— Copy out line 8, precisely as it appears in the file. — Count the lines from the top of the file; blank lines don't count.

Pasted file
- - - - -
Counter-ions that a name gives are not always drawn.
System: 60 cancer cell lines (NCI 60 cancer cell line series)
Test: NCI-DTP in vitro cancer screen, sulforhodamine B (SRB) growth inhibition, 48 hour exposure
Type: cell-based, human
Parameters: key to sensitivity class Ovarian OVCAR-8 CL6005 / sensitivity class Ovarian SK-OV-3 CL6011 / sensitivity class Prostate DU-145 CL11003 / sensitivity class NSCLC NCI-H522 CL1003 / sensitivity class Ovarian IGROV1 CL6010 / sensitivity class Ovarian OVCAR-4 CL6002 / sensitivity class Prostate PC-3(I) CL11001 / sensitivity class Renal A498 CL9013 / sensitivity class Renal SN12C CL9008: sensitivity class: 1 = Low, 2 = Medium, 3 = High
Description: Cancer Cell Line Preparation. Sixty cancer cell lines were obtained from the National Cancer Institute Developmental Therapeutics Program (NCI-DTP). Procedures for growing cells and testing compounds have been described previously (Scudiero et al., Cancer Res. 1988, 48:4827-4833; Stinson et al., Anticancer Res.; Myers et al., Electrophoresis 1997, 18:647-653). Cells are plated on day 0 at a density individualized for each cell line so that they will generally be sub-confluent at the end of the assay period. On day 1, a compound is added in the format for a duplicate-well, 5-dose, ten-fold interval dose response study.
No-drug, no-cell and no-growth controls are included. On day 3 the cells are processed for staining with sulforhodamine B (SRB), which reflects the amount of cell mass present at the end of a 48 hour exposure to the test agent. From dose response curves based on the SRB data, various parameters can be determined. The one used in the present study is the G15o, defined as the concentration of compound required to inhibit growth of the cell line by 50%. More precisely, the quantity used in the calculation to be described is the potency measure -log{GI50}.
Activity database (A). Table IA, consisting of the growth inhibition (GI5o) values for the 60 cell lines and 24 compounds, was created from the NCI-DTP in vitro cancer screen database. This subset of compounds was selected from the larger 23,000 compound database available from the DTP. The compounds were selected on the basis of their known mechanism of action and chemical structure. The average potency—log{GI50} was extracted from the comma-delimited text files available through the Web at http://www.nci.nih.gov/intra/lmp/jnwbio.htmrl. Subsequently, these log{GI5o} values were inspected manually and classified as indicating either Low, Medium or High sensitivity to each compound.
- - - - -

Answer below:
Activity database (A). Table IA, consisting of the growth inhibition (GI5o) values for the 60 cell lines and 24 compounds, was created from the NCI-DTP in vitro cancer screen database. This subset of compounds was selected from the larger 23,000 compound database available from the DTP. The compounds were selected on the basis of their known mechanism of action and chemical structure. The average potency—log{GI50} was extracted from the comma-delimited text files available through the Web at http://www.nci.nih.gov/intra/lmp/jnwbio.htmrl. Subsequently, these log{GI5o} values were inspected manually and classified as indicating either Low, Medium or High sensitivity to each compound.